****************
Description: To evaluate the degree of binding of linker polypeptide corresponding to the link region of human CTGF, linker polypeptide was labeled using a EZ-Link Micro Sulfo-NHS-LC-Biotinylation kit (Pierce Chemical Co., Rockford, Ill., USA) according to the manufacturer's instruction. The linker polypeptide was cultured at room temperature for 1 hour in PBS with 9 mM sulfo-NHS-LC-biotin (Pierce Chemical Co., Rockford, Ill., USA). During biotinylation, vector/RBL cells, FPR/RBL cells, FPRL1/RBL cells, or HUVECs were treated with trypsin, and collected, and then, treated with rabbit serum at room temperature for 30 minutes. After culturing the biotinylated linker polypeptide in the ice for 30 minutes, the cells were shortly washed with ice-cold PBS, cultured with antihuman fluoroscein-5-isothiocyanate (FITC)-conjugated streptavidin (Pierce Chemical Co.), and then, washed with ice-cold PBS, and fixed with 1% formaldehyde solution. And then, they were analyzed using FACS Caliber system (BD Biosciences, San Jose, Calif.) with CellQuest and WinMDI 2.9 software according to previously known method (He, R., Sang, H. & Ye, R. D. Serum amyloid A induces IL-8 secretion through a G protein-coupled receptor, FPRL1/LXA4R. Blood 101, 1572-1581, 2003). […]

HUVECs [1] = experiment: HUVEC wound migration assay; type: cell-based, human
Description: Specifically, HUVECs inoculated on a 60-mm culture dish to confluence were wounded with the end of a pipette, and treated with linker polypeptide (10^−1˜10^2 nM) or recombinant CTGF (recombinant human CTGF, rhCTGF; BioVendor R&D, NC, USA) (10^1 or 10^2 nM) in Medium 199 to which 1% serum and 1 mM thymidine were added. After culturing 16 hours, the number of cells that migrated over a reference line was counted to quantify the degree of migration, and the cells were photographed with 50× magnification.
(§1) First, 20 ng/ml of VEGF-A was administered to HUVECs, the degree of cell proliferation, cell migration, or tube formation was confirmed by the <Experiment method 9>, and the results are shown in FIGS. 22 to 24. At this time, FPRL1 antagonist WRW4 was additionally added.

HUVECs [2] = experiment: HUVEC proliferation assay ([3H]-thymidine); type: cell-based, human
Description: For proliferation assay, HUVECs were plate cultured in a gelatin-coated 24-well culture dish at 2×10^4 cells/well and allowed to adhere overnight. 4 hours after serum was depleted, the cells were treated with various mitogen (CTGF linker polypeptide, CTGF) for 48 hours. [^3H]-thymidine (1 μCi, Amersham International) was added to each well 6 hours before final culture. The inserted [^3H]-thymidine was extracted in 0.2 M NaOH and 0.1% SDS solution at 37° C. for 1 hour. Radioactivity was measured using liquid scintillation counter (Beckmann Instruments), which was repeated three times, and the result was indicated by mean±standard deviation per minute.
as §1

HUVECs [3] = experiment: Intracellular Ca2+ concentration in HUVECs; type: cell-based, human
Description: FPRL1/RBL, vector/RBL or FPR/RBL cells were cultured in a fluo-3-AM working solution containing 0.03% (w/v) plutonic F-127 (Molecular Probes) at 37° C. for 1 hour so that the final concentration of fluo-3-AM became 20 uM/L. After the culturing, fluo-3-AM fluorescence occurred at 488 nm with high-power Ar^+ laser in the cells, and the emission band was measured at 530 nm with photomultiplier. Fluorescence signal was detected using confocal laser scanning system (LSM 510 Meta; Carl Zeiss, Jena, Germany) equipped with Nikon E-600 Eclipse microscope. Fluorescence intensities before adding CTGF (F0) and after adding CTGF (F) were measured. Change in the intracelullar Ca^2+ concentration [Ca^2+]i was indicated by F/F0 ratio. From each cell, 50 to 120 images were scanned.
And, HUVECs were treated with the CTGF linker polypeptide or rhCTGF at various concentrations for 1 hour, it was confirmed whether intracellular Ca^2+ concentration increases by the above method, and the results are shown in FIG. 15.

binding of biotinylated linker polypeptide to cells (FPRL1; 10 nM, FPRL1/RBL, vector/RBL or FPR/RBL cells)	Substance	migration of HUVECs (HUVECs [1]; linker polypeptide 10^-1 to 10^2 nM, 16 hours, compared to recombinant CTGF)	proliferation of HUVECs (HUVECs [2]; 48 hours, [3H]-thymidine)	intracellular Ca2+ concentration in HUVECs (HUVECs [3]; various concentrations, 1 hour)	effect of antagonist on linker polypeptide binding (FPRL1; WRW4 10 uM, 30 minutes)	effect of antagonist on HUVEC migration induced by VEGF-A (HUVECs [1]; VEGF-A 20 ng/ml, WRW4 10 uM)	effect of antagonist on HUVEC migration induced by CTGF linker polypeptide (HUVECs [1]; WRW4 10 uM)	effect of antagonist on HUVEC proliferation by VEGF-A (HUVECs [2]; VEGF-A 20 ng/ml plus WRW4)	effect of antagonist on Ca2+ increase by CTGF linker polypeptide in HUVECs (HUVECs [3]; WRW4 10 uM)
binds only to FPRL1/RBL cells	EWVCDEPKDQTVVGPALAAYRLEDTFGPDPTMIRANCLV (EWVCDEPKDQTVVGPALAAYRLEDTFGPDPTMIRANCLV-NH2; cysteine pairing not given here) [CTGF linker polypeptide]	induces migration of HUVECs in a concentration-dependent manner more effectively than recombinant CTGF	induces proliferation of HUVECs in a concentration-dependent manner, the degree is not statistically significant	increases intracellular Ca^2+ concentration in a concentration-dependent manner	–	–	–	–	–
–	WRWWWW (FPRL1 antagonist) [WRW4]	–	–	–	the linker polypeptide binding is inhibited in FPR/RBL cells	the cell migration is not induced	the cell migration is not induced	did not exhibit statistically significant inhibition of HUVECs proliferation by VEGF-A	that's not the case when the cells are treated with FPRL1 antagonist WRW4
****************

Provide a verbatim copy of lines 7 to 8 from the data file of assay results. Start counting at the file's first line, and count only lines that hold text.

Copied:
as §1

HUVECs [3] = experiment: Intracellular Ca2+ concentration in HUVECs; type: cell-based, human